Speed-dependent attraction governs what goes on at the heart of midge swarms

April 19, 2017, Springer

Ever wondered what makes the collective behaviour in insect swarms possible? Andy Reynolds from Rothamsted Research, UK, and colleagues at Stanford University, California, USA, modelled the effect of the attraction force, which resembles Newton's gravity force, acting towards the centre of a midge swarm to give cohesion to their group movement. In a recent study published in EPJ E, their model reveals that the gravity-like attraction towards the heart of the swarm increases with an individual's flight speed. The authors confirmed the existence of such an attractive force with experimental data.

Reynolds and colleagues chose to focus on insect swarms, rather than bird flocks or fish shoals, because interactions between neighbouring individuals appear not to play a key role. This makes insect swarms easier to . Instead of building a model describing the microscale movement of individuals and confronting it with , the authors built a model of swarm behaviour that is consistent with experimental observations, in terms of swarm density, of individual midges' speed and acceleration. The model also reflects previous findings that the gravity-like increases with distance from the centre.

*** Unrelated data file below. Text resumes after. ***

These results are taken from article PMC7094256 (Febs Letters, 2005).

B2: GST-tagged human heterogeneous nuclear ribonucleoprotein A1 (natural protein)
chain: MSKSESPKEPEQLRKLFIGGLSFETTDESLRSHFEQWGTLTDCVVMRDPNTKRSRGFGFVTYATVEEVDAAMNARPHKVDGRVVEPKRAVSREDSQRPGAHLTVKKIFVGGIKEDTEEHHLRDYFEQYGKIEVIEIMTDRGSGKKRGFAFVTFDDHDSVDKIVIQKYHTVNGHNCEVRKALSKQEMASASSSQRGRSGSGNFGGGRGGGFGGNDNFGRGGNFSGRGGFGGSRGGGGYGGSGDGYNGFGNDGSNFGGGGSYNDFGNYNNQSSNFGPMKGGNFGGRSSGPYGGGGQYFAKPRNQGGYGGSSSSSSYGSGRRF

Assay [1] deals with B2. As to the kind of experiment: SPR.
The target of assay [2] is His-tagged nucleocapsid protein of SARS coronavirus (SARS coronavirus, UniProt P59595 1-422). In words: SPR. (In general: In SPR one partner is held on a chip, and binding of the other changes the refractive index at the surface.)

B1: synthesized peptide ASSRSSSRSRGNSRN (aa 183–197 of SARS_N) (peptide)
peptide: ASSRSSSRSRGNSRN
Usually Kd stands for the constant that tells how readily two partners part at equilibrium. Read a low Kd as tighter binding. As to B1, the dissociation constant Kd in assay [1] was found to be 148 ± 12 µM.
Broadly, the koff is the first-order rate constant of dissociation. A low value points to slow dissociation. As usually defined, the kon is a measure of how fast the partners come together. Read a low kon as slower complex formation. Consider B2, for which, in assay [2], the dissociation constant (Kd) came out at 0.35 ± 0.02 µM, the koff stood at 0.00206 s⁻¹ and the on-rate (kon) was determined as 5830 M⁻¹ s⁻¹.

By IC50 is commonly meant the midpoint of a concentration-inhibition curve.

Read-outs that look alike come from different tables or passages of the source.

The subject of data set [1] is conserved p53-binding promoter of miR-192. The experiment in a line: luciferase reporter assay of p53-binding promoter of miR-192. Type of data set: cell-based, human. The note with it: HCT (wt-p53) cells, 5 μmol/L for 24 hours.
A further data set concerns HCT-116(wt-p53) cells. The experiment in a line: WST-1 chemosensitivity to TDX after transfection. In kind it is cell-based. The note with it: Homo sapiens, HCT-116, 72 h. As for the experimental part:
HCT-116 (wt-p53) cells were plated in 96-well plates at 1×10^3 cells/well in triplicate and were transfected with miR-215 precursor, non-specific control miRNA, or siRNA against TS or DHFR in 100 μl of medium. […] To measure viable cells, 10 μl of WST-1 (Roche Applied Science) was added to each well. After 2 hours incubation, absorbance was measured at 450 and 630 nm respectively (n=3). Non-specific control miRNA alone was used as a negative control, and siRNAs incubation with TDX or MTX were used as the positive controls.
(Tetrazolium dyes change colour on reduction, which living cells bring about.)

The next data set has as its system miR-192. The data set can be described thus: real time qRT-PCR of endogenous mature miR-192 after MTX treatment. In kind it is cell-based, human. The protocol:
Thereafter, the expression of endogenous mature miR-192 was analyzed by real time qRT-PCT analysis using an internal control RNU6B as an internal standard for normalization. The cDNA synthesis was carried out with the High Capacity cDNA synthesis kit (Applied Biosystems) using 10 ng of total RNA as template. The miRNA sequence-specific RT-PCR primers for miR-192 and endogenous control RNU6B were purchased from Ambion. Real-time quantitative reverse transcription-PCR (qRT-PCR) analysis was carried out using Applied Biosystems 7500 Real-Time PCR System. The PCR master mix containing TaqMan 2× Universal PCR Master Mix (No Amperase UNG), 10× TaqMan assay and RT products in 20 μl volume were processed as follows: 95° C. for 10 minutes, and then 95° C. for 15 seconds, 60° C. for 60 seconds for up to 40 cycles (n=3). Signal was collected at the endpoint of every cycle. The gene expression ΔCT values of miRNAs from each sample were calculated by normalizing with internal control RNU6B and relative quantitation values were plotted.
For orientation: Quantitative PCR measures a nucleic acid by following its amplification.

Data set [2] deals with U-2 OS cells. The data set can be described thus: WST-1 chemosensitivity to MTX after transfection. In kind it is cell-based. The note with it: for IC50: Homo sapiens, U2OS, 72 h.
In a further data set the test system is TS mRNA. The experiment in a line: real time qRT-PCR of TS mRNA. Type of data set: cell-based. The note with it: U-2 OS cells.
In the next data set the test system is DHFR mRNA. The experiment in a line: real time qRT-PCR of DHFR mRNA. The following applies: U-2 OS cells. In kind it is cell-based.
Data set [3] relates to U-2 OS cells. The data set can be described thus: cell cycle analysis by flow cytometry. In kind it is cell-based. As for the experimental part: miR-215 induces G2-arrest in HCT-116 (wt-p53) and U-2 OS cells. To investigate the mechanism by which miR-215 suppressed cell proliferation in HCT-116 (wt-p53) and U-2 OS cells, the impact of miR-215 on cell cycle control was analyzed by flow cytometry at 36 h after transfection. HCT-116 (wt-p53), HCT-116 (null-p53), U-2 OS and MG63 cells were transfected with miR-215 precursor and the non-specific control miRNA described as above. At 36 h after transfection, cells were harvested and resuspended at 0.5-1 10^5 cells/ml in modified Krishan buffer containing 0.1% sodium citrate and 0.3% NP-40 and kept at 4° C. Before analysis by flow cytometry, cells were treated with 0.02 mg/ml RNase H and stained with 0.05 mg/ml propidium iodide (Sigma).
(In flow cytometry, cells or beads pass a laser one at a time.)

Previous studies pointed to midges interacting primarily via long-range acoustic sensing. Speed-dependent forces are very unusual, but they make biological sense because acoustic and visual interactions between midges—which are the basis of their adaptive movement—are very similar to gravitational interactions.

The new study brings to mind the notion of speed-dependent gravity developed by the XIXth century German physicist Paul Gerber. Einstein dismissed it as "completely useless", but the new study shows that midge swarms effectively behave like self-gravitating systems that are bound together by speed-dependent forces. It seems that cosmologists are not alone in their search for new models of gravity. Such models are now needed much closer to home.

Explore further: Scientists propose 'adaptive gravity' as a versatile model for collective animal behavior

More information: Andrew M. Reynolds et al, Are midge swarms bound together by an effective velocity-dependent gravity?, The European Physical Journal E (2017). DOI: 10.1140/epje/i2017-11531-7

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